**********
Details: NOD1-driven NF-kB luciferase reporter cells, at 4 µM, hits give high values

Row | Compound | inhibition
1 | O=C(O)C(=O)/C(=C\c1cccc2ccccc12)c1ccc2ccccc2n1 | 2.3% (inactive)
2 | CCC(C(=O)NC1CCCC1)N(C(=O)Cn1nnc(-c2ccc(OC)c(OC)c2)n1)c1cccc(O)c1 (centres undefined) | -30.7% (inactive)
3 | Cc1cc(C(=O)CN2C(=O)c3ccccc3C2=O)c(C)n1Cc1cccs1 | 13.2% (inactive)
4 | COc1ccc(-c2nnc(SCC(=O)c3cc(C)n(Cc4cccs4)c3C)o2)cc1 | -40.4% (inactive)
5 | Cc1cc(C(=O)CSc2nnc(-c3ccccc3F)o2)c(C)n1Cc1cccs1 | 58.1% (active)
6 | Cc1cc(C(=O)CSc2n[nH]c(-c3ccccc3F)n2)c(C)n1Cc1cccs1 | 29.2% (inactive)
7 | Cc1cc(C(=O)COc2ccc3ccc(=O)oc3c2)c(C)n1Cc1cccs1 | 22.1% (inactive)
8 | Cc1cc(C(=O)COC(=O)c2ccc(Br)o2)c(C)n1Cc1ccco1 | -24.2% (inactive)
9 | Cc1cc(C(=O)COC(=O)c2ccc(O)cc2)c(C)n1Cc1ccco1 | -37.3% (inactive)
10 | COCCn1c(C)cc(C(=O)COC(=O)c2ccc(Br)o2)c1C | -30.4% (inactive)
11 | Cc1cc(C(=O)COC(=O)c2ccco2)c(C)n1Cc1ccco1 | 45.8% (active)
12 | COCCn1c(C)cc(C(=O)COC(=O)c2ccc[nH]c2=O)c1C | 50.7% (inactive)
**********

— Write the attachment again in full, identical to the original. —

Details: NOD1-driven NF-kB luciferase reporter cells, at 4 µM, hits give high values

Row | Compound | inhibition
1 | O=C(O)C(=O)/C(=C\c1cccc2ccccc12)c1ccc2ccccc2n1 | 2.3% (inactive)
2 | CCC(C(=O)NC1CCCC1)N(C(=O)Cn1nnc(-c2ccc(OC)c(OC)c2)n1)c1cccc(O)c1 (centres undefined) | -30.7% (inactive)
3 | Cc1cc(C(=O)CN2C(=O)c3ccccc3C2=O)c(C)n1Cc1cccs1 | 13.2% (inactive)
4 | COc1ccc(-c2nnc(SCC(=O)c3cc(C)n(Cc4cccs4)c3C)o2)cc1 | -40.4% (inactive)
5 | Cc1cc(C(=O)CSc2nnc(-c3ccccc3F)o2)c(C)n1Cc1cccs1 | 58.1% (active)
6 | Cc1cc(C(=O)CSc2n[nH]c(-c3ccccc3F)n2)c(C)n1Cc1cccs1 | 29.2% (inactive)
7 | Cc1cc(C(=O)COc2ccc3ccc(=O)oc3c2)c(C)n1Cc1cccs1 | 22.1% (inactive)
8 | Cc1cc(C(=O)COC(=O)c2ccc(Br)o2)c(C)n1Cc1ccco1 | -24.2% (inactive)
9 | Cc1cc(C(=O)COC(=O)c2ccc(O)cc2)c(C)n1Cc1ccco1 | -37.3% (inactive)
10 | COCCn1c(C)cc(C(=O)COC(=O)c2ccc(Br)o2)c1C | -30.4% (inactive)
11 | Cc1cc(C(=O)COC(=O)c2ccco2)c(C)n1Cc1ccco1 | 45.8% (active)
12 | COCCn1c(C)cc(C(=O)COC(=O)c2ccc[nH]c2=O)c1C | 50.7% (inactive)